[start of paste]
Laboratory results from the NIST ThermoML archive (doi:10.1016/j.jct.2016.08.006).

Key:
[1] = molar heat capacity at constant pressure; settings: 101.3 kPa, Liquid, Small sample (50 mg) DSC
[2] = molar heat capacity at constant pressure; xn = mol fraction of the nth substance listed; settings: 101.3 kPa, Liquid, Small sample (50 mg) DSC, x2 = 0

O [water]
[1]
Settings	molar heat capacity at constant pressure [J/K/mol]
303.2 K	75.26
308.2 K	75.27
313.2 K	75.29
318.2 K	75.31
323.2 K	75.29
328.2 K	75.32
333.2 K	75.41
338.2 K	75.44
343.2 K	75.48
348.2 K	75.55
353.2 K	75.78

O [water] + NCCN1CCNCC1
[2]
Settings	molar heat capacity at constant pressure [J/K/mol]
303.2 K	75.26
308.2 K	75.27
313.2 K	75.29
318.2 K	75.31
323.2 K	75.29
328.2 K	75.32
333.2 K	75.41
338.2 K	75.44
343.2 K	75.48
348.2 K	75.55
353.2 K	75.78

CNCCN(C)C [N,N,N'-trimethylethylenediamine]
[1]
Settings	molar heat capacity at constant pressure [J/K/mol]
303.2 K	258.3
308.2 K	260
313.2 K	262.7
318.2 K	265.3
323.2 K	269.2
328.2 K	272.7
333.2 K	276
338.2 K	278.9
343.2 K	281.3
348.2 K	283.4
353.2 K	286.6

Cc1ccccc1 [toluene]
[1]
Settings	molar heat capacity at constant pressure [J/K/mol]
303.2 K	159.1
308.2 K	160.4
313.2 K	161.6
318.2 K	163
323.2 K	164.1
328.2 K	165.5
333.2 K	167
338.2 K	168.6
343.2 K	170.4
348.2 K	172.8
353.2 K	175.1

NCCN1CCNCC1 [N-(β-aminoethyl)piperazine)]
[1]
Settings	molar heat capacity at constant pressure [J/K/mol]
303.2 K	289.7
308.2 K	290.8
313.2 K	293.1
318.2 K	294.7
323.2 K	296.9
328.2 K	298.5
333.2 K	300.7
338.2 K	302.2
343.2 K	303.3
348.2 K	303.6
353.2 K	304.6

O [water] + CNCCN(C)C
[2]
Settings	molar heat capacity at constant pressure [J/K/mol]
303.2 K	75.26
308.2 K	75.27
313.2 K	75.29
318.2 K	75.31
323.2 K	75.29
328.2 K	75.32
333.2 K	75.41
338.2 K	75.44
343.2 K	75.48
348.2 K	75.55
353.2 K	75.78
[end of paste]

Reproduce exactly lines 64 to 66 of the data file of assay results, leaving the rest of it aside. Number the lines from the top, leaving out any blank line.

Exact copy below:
303.2 K	289.7
308.2 K	290.8
313.2 K	293.1